Iran FM Hopes Geneva Nuclear Talks 'Continue in Positive Light'

Iran and six world powers hold first talks in more than a year, focusing mainly on Tehran's need to diffuse fears about its nuclear programs.

Iranian Foreign Minister Manouchehr Mottaki said Monday he hoped talks with six world powers over its contentious nuclear program continued "in a positive light so as to reach a positive result for all sides."

Iran's Foreign Minister Manouchehr Mottaki REUTERS Dec. 12

Iran and six world powers held their first talks in more than a year, focusing mainly on Tehran's need to diffuse fears about its nuclear programs, an official said.

Delegates from Iran, the U.S., Russia, China, Britain, France and Germany met at a conference center in Geneva, with European Union foreign policy chief Catherine Ashton greeting Saeed Jalili, Iran's chief negotiator, in the foyer.

Tehran says it does not want atomic arms and its nuclear program is only designed to provide more power for its growing population. Yet as Iran builds up its capacity to make such weapons, neither Israel nor the U.S. have ruled out military action if Tehran fails to heed UN Security Council demands to freeze key nuclear programs.

About 75 percent of Monday's three-hour morning session was devoted to nuclear issues, said an official close to the talks. That was significant, because the Islamic Republic had come to the table insisting that the negotiations address Iran's nuclear program only peripherally - if at all.

Specific sensitive points included a renewed call by the world powers for an end to Tehran's program of uranium enrichment - an activity that the Islamic Republic says is not up for discussion, said the official, who asked for anonymity in exchange for discussing the confidential negotiations.

Publicly Iran continued to insist that enrichment and related programs were not on the agenda.

"We can't put them up for negotiation," Mottaki said in Athens. "When all the countries say that they recognize Iran's right to develop peaceful nuclear technology, there is no room for such questions."

Ashton and senior officials from the six powers at the talks told Iran that doubts about the peaceful nature of its nuclear program were among the sources of instability in the region, the official said.

Jalili's comments included other themes - including mentioning last week's assassination of an Iranian nuclear scientist and the wounding of an associate, the official said.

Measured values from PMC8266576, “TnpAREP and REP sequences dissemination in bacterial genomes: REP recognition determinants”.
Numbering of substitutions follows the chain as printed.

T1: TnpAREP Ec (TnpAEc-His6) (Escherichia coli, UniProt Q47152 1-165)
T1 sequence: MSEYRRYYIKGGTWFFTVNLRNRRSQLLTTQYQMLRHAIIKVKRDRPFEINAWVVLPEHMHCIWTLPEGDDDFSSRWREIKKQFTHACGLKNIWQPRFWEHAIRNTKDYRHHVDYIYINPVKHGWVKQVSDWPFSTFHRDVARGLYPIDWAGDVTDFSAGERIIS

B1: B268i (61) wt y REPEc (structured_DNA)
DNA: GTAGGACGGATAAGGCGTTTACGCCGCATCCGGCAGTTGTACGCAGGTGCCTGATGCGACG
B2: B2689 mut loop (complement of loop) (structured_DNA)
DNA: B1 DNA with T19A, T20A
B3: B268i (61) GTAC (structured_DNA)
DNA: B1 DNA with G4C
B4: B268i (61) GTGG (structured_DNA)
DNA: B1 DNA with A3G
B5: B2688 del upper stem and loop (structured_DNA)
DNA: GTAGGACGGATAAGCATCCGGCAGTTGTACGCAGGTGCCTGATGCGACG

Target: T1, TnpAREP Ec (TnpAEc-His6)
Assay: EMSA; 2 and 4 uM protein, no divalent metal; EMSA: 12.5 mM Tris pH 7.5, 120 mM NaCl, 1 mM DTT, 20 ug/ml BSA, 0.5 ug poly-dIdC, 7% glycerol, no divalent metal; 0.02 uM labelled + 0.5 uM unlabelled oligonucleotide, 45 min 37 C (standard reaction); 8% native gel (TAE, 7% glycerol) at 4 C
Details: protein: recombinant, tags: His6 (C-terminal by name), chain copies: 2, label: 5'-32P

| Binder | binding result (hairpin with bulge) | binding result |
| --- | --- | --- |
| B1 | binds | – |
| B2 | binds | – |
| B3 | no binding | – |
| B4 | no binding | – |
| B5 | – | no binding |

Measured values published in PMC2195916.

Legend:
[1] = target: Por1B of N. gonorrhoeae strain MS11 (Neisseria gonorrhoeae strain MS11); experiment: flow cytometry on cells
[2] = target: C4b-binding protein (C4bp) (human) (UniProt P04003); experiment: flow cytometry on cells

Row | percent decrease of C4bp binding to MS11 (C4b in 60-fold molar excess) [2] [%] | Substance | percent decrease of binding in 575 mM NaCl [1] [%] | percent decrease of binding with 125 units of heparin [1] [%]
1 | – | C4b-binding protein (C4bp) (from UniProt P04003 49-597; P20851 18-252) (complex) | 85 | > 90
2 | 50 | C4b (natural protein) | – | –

Iran says Majid Shahriar, the scientist killed in the bombing, was involved in a major project with Iran's nuclear agency. The wounded scientist, Fereidoun Abbasi, is suspected by the UN of links to secret nuclear activities. Iran has accused the West and Israel of being behind the assault.

Nations have a right to enrich uranium domestically and Iran insists it is doing so only to make fuel for an envisaged network of reactors and not to make fissile warhead material. But international concerns are strong because Tehran developed its enrichment program clandestinely and because it refuses to cooperate with an IAEA probe following up suspicions that it experimented with a nuclear weapons program - something Iran denies.

Officials described the initial meeting as encouraging as the two sides broke for lunch of duck with olives, char fillet with sage, rice pilaf and desert.

Bilateral sessions were planned for the afternoon, including a possible one between Jalili and U.S. Undersecretary of State William Burns and their delegations.

Jalili planned to come back to the other participants with a response to their presentations, one official said.

Mottaki, the Iranian foreign minister, sounded a note of optimism as the talks began.

"The success of the Geneva talks is affected by the approach the other side will show to today's realities, for the necessary flexibility to be shown in the shaping of the agenda of the negotiations," he told reporters.

But, underlining its commitment to enrichment, Iran on Sunday announced it had delivered its first domestically mined raw uranium to a processing facility.

Ali Akbar Salehi, head of the Atomic Energy Organization of Iran and the country's vice president, said Iran had for the first time delivered domestically mined raw uranium to a processing facility - allowing it to bypass UN sanctions prohibiting import of the material.

Salehi said Iran was now self-sufficient over the entire nuclear fuel cycle - from extracting uranium ore to enriching it and producing nuclear fuel.

Since Iran's clandestine enrichment program was discovered eight years ago, Iran has resisted both rewards - offers of technical and economic cooperation - and four sets of increasingly harsh UN sanctions meant to force it to freeze its enrichment program.

Israel has threatened to attack Iran, even though Israel is believed to have stockpiled more than 200 nuclear weapons and it is not a member of the Nuclear Nonproliferation Treaty.

U.S. Secretary of State Hillary Clinton has said it was up to Iran to restore trust about its nuclear intentions, urging it to come to Geneva prepared to firmly, conclusively reject the pursuit of nuclear weapons.

But for Iran, the main issues are peace, prosperity - and nuclear topics only in the context of global disarmament.

Iran has not and will not allow anybody in the talks to withdraw one iota of the rights of the Iranian nation, President Mahmoud Ahmadinejad said beforehand.